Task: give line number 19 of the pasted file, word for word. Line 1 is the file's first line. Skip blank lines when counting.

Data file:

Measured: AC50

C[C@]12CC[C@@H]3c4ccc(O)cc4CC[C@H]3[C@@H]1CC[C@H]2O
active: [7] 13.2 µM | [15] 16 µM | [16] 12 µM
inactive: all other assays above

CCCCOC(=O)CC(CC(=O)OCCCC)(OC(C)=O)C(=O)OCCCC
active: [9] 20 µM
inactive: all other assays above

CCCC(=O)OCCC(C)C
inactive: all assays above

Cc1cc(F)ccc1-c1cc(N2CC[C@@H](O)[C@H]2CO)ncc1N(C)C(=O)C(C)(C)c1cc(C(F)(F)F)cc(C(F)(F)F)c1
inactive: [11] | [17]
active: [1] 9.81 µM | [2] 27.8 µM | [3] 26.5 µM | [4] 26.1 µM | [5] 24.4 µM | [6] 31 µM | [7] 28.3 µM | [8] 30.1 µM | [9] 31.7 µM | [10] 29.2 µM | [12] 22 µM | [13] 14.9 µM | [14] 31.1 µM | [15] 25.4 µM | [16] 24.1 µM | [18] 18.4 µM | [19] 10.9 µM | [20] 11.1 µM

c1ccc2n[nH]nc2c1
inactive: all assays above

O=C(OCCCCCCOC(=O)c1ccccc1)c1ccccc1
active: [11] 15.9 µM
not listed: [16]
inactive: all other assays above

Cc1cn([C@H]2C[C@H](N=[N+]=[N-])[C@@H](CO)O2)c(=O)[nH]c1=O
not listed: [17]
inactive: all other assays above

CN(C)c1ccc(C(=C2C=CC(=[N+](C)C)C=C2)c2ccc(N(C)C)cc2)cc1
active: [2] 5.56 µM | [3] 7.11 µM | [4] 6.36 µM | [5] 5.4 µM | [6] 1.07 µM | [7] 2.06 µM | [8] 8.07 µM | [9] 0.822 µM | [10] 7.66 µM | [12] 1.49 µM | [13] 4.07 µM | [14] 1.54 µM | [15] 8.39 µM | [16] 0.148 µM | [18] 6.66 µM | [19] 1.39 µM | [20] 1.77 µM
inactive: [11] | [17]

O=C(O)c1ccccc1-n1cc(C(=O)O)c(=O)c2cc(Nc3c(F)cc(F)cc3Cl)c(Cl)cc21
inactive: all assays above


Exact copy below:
Cc1cn([C@H]2C[C@H](N=[N+]=[N-])[C@@H](CO)O2)c(=O)[nH]c1=O